Mobile has evolved for life on the go, making our lives faster, easier and more convenient.
Therefore, retailers’ mobile commerce offering needs to also align to this, aiming to bring relevant and convenient offerings to us, and fast. With nearly a third of online shopping across all retail sectors now occuring on a mobile device, it’s clear mobile is a platform that plays a key role in the customer shopping journey, and as a result, is one that cannot be ignored.
While some retailers aim to offer fun or ‘cool’ experiences, such as making digital outfits or virtually trying clothes on, if these experiences are too complicated or require a large proportion of time to work out, they will be quickly forgotton as customers choose simplicity over novelty.
Here are five ways for retailers to make sure that their mobile offering is up to scratch:
Remember that not all smartphones are created equal
Retailers should consider different types of smartphones that customers may be using, whether it’s Apple, Android, Windows Phone or other. All of these have immediately noticeable differences – such as the size and shape of the screen – which should be accounted for when designing a website or app that is mobile-optimised.
However, there are also less noticable aspects of the devices, which might only be understood by frequent users. For example, where the ‘back’ button is, where the search function is or where push notifications appear on the screen. These seemingly minor differences can have a massive affect on sales.
If the ‘checkout’ button is where an Android user’s push notification appears onscreen, the customer might get distracted by a text message and accidentally abandon their order, or the lack of clarity in the checkout process can result in a customer giving up entirely on a purchase – the last thing retailers want.
Fix the little things
There are common design mistakes that every mobile website or app will make – and are usually easy to fix. For example, on a mobile site’s smaller screen, it could be difficult to remove items from the shopping basket. It’s these tiny problems that grind on users, and will ultimately lead them to stopping visiting your mobile site.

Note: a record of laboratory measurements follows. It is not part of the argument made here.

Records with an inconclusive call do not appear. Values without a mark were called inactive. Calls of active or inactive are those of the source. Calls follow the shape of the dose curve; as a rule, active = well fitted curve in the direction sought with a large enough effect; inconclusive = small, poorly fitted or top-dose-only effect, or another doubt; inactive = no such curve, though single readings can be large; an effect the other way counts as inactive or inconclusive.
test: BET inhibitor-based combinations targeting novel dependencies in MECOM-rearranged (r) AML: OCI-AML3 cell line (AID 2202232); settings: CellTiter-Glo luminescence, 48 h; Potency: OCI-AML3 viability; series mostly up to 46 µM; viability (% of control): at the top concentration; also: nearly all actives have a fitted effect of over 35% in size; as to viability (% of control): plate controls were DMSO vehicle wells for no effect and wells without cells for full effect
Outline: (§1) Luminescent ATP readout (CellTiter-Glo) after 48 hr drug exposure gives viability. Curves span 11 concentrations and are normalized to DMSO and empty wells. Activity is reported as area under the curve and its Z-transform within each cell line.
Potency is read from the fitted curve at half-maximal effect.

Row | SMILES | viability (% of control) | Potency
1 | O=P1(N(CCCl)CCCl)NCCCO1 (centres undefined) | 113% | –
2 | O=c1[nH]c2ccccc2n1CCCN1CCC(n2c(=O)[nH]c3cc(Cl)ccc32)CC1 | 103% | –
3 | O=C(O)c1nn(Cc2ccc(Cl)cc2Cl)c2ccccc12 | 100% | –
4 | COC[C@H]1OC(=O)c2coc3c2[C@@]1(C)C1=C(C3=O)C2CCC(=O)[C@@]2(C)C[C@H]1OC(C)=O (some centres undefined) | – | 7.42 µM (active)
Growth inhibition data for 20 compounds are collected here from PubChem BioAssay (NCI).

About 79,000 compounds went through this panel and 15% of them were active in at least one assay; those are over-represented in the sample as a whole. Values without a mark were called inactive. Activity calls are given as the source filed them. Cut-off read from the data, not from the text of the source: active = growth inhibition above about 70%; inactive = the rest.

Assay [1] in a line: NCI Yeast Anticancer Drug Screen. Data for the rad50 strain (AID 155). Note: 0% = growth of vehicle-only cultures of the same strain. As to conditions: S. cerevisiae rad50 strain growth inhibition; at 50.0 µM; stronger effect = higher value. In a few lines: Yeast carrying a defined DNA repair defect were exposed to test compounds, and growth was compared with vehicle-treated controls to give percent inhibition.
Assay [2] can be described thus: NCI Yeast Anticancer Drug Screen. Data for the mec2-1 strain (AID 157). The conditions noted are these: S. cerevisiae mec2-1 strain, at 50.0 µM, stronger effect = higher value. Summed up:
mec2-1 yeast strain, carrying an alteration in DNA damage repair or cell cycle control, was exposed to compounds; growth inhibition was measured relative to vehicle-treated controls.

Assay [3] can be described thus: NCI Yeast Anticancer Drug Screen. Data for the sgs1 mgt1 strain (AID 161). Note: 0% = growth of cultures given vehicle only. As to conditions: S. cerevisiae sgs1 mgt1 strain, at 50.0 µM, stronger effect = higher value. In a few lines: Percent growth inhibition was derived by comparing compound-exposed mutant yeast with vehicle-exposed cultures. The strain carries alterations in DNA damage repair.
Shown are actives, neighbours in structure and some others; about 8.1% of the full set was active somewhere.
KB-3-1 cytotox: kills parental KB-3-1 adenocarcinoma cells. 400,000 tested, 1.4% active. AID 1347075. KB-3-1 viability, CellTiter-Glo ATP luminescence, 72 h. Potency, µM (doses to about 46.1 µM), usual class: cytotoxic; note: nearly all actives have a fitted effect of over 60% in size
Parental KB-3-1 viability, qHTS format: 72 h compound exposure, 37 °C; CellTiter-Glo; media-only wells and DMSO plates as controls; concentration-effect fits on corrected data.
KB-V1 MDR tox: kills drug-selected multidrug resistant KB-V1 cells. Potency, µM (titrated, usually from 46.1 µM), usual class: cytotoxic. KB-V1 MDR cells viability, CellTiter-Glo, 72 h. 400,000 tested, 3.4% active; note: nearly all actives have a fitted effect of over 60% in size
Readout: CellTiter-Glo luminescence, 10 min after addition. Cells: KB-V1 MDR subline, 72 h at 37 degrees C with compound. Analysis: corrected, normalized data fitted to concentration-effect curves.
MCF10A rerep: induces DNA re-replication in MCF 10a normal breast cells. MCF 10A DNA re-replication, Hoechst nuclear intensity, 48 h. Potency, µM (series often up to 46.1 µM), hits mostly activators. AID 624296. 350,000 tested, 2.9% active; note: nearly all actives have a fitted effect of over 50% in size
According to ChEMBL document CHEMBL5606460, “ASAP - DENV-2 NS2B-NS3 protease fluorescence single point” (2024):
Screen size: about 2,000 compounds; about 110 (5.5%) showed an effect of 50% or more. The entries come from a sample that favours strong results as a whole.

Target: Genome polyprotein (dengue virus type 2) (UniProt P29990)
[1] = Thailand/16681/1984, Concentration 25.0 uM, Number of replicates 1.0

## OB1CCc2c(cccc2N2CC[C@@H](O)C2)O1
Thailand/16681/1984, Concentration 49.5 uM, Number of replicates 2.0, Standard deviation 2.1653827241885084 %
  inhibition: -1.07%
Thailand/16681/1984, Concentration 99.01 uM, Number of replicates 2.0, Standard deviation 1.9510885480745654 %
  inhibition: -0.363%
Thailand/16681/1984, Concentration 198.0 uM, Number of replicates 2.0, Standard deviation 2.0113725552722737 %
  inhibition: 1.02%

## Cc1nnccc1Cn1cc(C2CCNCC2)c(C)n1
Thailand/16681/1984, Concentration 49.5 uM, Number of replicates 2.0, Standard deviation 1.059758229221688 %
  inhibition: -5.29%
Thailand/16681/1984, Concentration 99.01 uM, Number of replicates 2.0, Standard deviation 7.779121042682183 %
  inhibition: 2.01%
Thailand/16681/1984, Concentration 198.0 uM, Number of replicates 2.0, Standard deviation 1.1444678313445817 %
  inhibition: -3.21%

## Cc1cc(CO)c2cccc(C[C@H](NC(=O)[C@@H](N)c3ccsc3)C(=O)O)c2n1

The secret to a good mobile commerce stategy is making the user’s experience as simple and seamless as possible, and that means fixing the little things as soon as possible.
The key differences between online and mobile offerings might seem obvious, yet it’s shocking how many retailers fail to get it right. Most online retailers now offer shoppers the option to watch a catwalk video of an outfit, or zoom in to examine the fabric of the item. However, on mobile devices, these functions often don’t work or are tricky to use. The best way to combat this is for retailers to adopt a ‘mobile-first’ strategy, where online visuals are initially designed for mobile, then scaled up for desktop.
According to the 80-20 rule, 80 percent of a retailer’s revenue is generated by 20 percent of its customers. This rule highlights the importance of building a loyal customer base, and a great way to do this is through mobile.
Loyalty apps offer an exciting opportunity to allow consumers to self-serve – checking stock levels, setting up click-and-collect delivery options, reading reviews and having access to additional product information – all at their fingertips. Retailers can offer a personal touch by combining data gathered both in-store and online to offer timely and relevant content and offers.
Understand that life on the go doesn’t stop
The work doesn’t stop once you have optimised your mobile offerings to meet the demands of customers. Retailers need to stay relevant, interesting and useful across all channels, and mobile is no exception. Retailers need to constantly reinvent their brand and their offerings, whilst ensuring they are still getting the basics right.
Once the basics have been grasped, it is time to start thinking what will make your mobile site or app stand out from competitors. Retailers should always ensure that they are finding a balance between fun and simplicity, and are always putting Customer Experience at the centre of decision-making.